Thursday, October 21, 2021

Autumn Stars are Rising

Looking high in the Northeast at 9PM October 12th. Sweep the Milky Way with your binoculars for a treat! SUBMITTED PHOTO

Looking high in the Northeast at 9PM October 12th. Sweep the Milky Way with your binoculars for a treat! SUBMITTED PHOTO


By Mike P. Usher

It’s autumn in Southwest Florida, even when it doesn’t feel like it, when the irregular “w” of Cassiopeia rises high in the northeastern sky. This particular area of the celestial sphere is the home of one of the most dysfunctional families in Greek mythology. Found here is Cepheus the King, the aforementioned Cassiopeia the Queen, and their daughter Andromeda.

The short version of their story goes like this: Cassiopeia bragged that she was more beautiful than the sea nymphs; who upon hearing this complained to Poseidon, the god of the sea. He sent a giant sea monster, Cetus (also nearby in the sky) to terrorize the kingdom, chew up the navy, sink the fishing fleet and otherwise make a nuisance of himself.

The Oracle at Delphi informed Cepheus to end the menace of the monster he must sacrifice his only daughter to the creature.

The King and Queen chained her naked to a rock on the beach and withdrew a safe distance to await the end. Luckily for Andromeda, the hero Perseus chanced to see her plight and fell in love with her at first sight.

He killed the monster, won the girl and saved the kingdom with the same stroke. As a reward he was later placed in the sky just below his wife Andromeda.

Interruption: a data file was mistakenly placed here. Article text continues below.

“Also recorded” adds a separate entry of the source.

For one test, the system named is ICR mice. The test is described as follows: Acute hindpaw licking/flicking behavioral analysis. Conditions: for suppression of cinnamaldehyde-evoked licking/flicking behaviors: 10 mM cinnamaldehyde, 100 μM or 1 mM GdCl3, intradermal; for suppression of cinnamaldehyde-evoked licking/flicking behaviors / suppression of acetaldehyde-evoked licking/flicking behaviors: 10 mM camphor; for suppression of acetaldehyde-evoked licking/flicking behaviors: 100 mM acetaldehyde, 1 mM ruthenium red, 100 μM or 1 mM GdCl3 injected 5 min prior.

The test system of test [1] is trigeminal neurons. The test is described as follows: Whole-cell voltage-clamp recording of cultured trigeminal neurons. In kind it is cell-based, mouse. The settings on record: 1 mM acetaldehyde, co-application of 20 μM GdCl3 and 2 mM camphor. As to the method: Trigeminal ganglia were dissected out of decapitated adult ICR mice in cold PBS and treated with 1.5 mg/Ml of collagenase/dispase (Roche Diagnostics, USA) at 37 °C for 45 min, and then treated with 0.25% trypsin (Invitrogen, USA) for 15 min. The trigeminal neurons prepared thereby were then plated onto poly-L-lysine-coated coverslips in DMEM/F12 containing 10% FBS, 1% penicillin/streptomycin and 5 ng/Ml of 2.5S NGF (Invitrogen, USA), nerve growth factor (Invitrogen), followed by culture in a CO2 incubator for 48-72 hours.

Inside the constellation of Andromeda lies the wonder of the northern skies – the Great Nebula of Andromeda, otherwise known as the Andromeda Galaxy. It’s bright enough to be easily seen in dark skies with the naked eye and an easy target with binoculars even in suburban skies. The whole galaxy is about three times the apparent width of the full Moon in size but only the bright egg-shaped nucleus is readily visible without a wide field telescope.

In the constellation of Cepheus resides Herschel’s Garnet Star, famous for it’s deep red color. It’s too faint for the color to be visible to the naked eye, but stargazers should be able to see the color with binoculars. In the chart it’s located just above and to the right of the “n” in Alderamin.

No description of this part of the sky would be complete without a mention of the Double Cluster; visible as a fuzzy patch to the naked eye a large pair of binoculars will reveal two beautiful clusters of stars nearly touching. In actuality, the clusters are actually quite far from each other, they just happen to lie along the nearly the same line of sight as viewed from Earth.

See you next time!

Mr. Usher is President of the Everglades Astronomical Society which meets the second Tuesday each month at 7 PM in the Norris Center, Cambier Park, Naples. 

Leave a Reply

Your email address will not be published. Required fields are marked *